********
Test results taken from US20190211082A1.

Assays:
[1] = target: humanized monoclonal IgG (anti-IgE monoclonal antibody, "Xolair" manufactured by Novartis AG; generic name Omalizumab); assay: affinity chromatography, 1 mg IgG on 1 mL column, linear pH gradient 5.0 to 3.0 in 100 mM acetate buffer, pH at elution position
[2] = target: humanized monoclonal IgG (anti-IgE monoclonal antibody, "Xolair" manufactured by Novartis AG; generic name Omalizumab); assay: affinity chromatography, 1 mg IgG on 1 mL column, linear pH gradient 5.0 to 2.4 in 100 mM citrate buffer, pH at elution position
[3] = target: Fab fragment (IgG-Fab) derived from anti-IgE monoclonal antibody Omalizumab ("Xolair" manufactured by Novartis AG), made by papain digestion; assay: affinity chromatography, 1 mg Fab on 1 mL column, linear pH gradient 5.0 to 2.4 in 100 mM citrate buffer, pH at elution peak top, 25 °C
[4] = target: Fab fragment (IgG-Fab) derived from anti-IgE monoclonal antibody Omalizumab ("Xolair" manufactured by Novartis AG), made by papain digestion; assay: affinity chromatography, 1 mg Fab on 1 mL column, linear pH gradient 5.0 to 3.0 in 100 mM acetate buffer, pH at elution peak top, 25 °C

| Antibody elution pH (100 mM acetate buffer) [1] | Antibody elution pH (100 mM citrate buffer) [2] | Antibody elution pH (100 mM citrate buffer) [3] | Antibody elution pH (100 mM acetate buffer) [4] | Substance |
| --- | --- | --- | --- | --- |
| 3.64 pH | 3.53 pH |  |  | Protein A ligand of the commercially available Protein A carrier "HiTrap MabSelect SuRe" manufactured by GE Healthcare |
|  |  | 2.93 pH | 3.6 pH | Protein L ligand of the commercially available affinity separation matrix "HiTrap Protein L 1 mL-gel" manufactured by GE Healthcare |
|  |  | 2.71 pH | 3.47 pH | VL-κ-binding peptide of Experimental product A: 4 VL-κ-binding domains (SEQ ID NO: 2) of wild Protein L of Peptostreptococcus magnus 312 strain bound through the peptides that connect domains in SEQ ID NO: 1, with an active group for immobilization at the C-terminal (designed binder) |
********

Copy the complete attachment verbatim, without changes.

Test results taken from US20190211082A1.

Assays:
[1] = target: humanized monoclonal IgG (anti-IgE monoclonal antibody, "Xolair" manufactured by Novartis AG; generic name Omalizumab); assay: affinity chromatography, 1 mg IgG on 1 mL column, linear pH gradient 5.0 to 3.0 in 100 mM acetate buffer, pH at elution position
[2] = target: humanized monoclonal IgG (anti-IgE monoclonal antibody, "Xolair" manufactured by Novartis AG; generic name Omalizumab); assay: affinity chromatography, 1 mg IgG on 1 mL column, linear pH gradient 5.0 to 2.4 in 100 mM citrate buffer, pH at elution position
[3] = target: Fab fragment (IgG-Fab) derived from anti-IgE monoclonal antibody Omalizumab ("Xolair" manufactured by Novartis AG), made by papain digestion; assay: affinity chromatography, 1 mg Fab on 1 mL column, linear pH gradient 5.0 to 2.4 in 100 mM citrate buffer, pH at elution peak top, 25 °C
[4] = target: Fab fragment (IgG-Fab) derived from anti-IgE monoclonal antibody Omalizumab ("Xolair" manufactured by Novartis AG), made by papain digestion; assay: affinity chromatography, 1 mg Fab on 1 mL column, linear pH gradient 5.0 to 3.0 in 100 mM acetate buffer, pH at elution peak top, 25 °C

| Antibody elution pH (100 mM acetate buffer) [1] | Antibody elution pH (100 mM citrate buffer) [2] | Antibody elution pH (100 mM citrate buffer) [3] | Antibody elution pH (100 mM acetate buffer) [4] | Substance |
| --- | --- | --- | --- | --- |
| 3.64 pH | 3.53 pH |  |  | Protein A ligand of the commercially available Protein A carrier "HiTrap MabSelect SuRe" manufactured by GE Healthcare |
|  |  | 2.93 pH | 3.6 pH | Protein L ligand of the commercially available affinity separation matrix "HiTrap Protein L 1 mL-gel" manufactured by GE Healthcare |
|  |  | 2.71 pH | 3.47 pH | VL-κ-binding peptide of Experimental product A: 4 VL-κ-binding domains (SEQ ID NO: 2) of wild Protein L of Peptostreptococcus magnus 312 strain bound through the peptides that connect domains in SEQ ID NO: 1, with an active group for immobilization at the C-terminal (designed binder) |